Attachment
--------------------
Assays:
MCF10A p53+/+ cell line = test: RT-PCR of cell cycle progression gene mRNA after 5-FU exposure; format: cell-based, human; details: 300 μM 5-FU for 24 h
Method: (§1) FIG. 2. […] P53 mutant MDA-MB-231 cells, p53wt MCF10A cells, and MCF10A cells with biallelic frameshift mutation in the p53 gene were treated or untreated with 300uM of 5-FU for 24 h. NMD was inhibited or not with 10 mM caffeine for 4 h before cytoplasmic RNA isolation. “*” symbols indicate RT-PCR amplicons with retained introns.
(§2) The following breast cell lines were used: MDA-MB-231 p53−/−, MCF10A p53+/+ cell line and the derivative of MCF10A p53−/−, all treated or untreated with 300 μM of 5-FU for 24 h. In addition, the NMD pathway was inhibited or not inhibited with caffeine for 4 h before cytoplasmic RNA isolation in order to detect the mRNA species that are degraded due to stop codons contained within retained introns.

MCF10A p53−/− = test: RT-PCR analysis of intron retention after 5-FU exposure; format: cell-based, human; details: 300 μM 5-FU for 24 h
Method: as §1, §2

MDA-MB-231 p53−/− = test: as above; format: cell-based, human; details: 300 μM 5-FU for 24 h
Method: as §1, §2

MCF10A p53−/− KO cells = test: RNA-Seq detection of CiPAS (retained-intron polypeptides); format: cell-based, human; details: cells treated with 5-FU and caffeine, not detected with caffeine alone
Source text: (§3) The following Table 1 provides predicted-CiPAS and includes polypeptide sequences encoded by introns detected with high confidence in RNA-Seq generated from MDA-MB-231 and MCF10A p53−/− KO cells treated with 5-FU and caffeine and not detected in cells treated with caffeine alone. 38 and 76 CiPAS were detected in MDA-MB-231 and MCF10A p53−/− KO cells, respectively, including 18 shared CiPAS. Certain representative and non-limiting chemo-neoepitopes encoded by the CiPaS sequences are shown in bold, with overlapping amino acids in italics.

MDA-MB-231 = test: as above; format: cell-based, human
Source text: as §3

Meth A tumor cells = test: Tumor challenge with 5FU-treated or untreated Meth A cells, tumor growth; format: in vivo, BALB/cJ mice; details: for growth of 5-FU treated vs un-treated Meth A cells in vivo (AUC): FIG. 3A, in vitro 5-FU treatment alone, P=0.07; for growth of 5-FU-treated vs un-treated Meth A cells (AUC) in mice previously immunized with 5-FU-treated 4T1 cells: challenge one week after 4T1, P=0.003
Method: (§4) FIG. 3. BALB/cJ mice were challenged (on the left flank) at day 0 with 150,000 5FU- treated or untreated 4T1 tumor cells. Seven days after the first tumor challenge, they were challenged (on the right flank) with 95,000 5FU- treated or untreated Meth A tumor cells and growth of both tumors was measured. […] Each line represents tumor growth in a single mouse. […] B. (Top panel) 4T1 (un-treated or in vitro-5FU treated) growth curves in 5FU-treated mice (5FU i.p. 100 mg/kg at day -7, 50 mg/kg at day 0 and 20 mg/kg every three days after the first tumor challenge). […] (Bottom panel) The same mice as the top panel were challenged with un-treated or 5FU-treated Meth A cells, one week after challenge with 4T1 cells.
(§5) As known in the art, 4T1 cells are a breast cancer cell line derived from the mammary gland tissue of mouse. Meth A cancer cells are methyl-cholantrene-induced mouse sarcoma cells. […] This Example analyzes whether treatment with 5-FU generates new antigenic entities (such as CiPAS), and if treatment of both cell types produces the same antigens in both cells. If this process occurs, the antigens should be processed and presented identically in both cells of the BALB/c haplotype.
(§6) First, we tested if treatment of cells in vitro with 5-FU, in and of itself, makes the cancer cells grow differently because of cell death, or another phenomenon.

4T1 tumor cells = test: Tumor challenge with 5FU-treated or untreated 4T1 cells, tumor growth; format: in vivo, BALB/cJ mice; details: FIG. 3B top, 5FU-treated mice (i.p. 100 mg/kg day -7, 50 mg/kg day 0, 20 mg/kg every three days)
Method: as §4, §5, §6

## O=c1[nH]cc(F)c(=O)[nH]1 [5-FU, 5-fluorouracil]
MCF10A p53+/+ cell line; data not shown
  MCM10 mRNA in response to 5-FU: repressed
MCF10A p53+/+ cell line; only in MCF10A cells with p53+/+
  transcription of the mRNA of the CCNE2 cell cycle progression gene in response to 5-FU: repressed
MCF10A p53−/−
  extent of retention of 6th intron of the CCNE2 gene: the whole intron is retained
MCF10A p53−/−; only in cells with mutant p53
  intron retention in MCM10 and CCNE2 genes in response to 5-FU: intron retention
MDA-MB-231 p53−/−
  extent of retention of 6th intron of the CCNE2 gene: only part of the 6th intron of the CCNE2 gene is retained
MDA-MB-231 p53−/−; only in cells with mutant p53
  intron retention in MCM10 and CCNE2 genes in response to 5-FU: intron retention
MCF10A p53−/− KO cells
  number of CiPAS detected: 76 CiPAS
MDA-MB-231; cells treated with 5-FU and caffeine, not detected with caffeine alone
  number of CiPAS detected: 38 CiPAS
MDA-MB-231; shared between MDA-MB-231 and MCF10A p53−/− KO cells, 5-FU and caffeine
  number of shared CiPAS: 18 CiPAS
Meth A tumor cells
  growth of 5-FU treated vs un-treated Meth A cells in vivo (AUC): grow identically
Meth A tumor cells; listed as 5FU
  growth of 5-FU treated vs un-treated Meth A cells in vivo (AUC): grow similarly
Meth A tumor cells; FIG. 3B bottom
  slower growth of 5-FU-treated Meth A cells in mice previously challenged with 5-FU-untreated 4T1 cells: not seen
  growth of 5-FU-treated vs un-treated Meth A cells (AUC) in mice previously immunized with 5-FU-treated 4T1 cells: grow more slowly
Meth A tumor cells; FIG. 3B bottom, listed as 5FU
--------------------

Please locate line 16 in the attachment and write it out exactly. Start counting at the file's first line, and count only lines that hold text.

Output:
(§6) First, we tested if treatment of cells in vitro with 5-FU, in and of itself, makes the cancer cells grow differently because of cell death, or another phenomenon.